A two-day capacity building workshop titled ‘Policy Spaces and Options of CSOs engagement (lobby and activities) towards COP 26 and beyond’ was held by Center for Participatory Research and Development (CPRD) from 17-18 February 2021 at BRAC CDM, Savar, Bangladesh. The event was attended by over twenty participants representing various NGOs, CSOs, government officials, and academicians. The workshop, over nine sessions aimed at building capacity of various professionals on the impacts, science, policy, and politics of climate change, key elements of Paris Agreement, significance and development process of Nationally Determined Contributions (NDCs) and National Adaptation Plan (NAP), conflicting issues of climate change negotiations and a joint-participatory activity by the participants. The inaugural session was presided over by Md. Shamsuddhoha, Chief Executive, CPRD, with a welcome note followed by opening speeches by Prof. Saleemul Huq-Director, ICCCAD; Mr. Sanjay Vashist- Director, Climate Action Network South Asia(CANSA); Prof. Fazle Rabbi Sadeque Ahmed-Director, Palli Karma-Sahayak Foundation(PKSF) and Ms. Rabeya Begum-Chairperson & Steering Committee CANSA Bangladesh and Executive Director-SDS.

During the inaugural session, the guests briefly explored Conference of Parties (COP) meetings and their significant outcomes, the first being Paris Agreement whereby decisions were taken through consensus regarding climate change-related activities; ‘adaptation’ particularly for least developing countries (LDCs) and vulnerable ones; the inevitability of loss and damage’ (L&D), its inclusion in Article 8 and climate financing; the necessity to reinforce capacity building to deepen knowledge in order to develop skills holistically besides being adept in fieldwork and implementation of climate change-related activities (especially out of Dhaka City) to create opportunities for training and workshops to bridge the gap between practical knowledge and theoretical knowledge of local organizations and CSOs.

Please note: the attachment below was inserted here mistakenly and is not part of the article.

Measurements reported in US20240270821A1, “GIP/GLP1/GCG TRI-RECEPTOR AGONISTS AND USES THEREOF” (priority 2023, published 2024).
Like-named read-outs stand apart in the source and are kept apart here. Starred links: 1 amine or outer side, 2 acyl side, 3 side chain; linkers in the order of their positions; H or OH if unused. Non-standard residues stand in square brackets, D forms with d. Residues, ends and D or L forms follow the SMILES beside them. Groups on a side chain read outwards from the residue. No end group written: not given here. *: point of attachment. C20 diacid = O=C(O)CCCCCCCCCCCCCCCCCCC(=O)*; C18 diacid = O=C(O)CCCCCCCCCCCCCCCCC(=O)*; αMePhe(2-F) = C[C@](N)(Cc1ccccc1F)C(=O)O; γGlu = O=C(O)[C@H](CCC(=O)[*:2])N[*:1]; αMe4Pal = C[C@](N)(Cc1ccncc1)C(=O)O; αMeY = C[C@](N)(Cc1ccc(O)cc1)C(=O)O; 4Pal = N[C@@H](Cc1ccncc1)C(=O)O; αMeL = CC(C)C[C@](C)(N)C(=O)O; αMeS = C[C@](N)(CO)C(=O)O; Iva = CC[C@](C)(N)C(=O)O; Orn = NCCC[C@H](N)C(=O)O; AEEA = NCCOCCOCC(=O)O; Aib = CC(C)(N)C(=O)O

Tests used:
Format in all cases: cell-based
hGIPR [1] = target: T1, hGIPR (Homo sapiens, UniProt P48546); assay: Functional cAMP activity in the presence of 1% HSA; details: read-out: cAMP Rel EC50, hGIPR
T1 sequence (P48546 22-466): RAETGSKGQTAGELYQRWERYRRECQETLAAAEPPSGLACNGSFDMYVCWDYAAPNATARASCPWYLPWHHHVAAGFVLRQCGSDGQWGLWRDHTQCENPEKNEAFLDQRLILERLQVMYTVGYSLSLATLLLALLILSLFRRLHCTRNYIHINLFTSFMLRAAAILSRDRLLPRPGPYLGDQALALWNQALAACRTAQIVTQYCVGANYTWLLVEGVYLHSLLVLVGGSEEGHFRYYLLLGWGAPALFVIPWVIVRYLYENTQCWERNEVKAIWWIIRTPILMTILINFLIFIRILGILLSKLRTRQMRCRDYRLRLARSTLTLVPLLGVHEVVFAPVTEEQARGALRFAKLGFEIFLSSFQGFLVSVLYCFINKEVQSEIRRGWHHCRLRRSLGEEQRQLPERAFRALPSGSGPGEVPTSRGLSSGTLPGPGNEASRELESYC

Post-inauguration, the sessions of the day were on the science, policy, and politics of climate change, the basic components of weather change, causes of climate change, addressing the predominant reasons of the emissions and their impacts, means, and mediums to adapt from these impacts, etc., the three conventions namely United Nations Framework Convention on Climate Change (UNFCCC), its complexities, elaborate discussion on COP, articles of Paris Agreement, Kyoto Protocol, climate financing and nationally determined contribution (NDCs).

On Day 2, an interactive session engaging all the participants in a knowledge-sharing process was held. The subject matter of the session was the Paris Climate Agreement. The session progressed with a discussion of Articles 3, 4, 6, 6.2, 6.8. 6.14, 7 and Internationally Traded Mitigation Outcome (ITMO). This session explored the importance of market-based mechanisms rather than non-market mechanism; global conflict over the accounting of ITMOs in the NDCs for example, and the expected issues anticipated to be produced in the upcoming COP26. The last session was an open and participatory activity where participants were divided into five groups, given a task to mention- lessons learned from the 2days activity; organizational viewpoint and share their national and global policy action plan taking March-November as a timeframe. He stated about- the importance of monthly COP zoom meetings, two more upcoming workshops on Program and learning, and Policy write-up. The two-day workshop concluded with a vote of thanks facilitated by Ms. Jennifer Khadim (tbc) of ICCCAD.

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